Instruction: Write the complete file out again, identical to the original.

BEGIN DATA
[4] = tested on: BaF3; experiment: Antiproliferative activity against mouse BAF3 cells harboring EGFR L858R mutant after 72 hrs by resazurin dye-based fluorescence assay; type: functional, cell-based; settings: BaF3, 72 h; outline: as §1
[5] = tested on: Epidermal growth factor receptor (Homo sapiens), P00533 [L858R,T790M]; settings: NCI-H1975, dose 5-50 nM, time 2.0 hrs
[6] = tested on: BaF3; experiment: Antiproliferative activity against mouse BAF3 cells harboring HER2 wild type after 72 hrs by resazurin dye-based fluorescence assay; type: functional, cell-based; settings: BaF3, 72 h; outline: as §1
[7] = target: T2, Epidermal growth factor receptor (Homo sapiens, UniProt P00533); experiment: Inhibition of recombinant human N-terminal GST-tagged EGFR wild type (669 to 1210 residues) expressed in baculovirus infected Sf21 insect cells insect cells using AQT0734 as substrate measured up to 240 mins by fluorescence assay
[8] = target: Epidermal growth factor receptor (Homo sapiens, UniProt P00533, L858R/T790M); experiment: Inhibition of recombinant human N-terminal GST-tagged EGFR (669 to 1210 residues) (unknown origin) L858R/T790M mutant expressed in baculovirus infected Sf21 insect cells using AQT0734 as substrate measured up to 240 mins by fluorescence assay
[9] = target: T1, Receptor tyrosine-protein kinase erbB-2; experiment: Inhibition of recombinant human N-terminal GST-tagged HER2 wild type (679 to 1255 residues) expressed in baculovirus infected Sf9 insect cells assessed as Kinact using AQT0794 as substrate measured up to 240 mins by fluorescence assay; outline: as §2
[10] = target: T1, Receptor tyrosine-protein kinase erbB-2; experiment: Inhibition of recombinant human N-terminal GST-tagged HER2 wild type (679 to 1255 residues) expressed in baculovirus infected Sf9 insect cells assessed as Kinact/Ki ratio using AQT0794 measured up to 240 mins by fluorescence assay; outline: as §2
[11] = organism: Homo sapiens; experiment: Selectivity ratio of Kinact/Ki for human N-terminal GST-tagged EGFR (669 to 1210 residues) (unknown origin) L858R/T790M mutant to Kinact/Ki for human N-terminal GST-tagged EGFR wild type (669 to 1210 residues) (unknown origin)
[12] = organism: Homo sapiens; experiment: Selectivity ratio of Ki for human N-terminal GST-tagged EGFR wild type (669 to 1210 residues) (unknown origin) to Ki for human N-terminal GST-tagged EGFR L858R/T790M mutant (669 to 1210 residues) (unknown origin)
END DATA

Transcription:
[4] = tested on: BaF3; experiment: Antiproliferative activity against mouse BAF3 cells harboring EGFR L858R mutant after 72 hrs by resazurin dye-based fluorescence assay; type: functional, cell-based; settings: BaF3, 72 h; outline: as §1
[5] = tested on: Epidermal growth factor receptor (Homo sapiens), P00533 [L858R,T790M]; settings: NCI-H1975, dose 5-50 nM, time 2.0 hrs
[6] = tested on: BaF3; experiment: Antiproliferative activity against mouse BAF3 cells harboring HER2 wild type after 72 hrs by resazurin dye-based fluorescence assay; type: functional, cell-based; settings: BaF3, 72 h; outline: as §1
[7] = target: T2, Epidermal growth factor receptor (Homo sapiens, UniProt P00533); experiment: Inhibition of recombinant human N-terminal GST-tagged EGFR wild type (669 to 1210 residues) expressed in baculovirus infected Sf21 insect cells insect cells using AQT0734 as substrate measured up to 240 mins by fluorescence assay
[8] = target: Epidermal growth factor receptor (Homo sapiens, UniProt P00533, L858R/T790M); experiment: Inhibition of recombinant human N-terminal GST-tagged EGFR (669 to 1210 residues) (unknown origin) L858R/T790M mutant expressed in baculovirus infected Sf21 insect cells using AQT0734 as substrate measured up to 240 mins by fluorescence assay
[9] = target: T1, Receptor tyrosine-protein kinase erbB-2; experiment: Inhibition of recombinant human N-terminal GST-tagged HER2 wild type (679 to 1255 residues) expressed in baculovirus infected Sf9 insect cells assessed as Kinact using AQT0794 as substrate measured up to 240 mins by fluorescence assay; outline: as §2
[10] = target: T1, Receptor tyrosine-protein kinase erbB-2; experiment: Inhibition of recombinant human N-terminal GST-tagged HER2 wild type (679 to 1255 residues) expressed in baculovirus infected Sf9 insect cells assessed as Kinact/Ki ratio using AQT0794 measured up to 240 mins by fluorescence assay; outline: as §2
[11] = organism: Homo sapiens; experiment: Selectivity ratio of Kinact/Ki for human N-terminal GST-tagged EGFR (669 to 1210 residues) (unknown origin) L858R/T790M mutant to Kinact/Ki for human N-terminal GST-tagged EGFR wild type (669 to 1210 residues) (unknown origin)
[12] = organism: Homo sapiens; experiment: Selectivity ratio of Ki for human N-terminal GST-tagged EGFR wild type (669 to 1210 residues) (unknown origin) to Ki for human N-terminal GST-tagged EGFR L858R/T790M mutant (669 to 1210 residues) (unknown origin)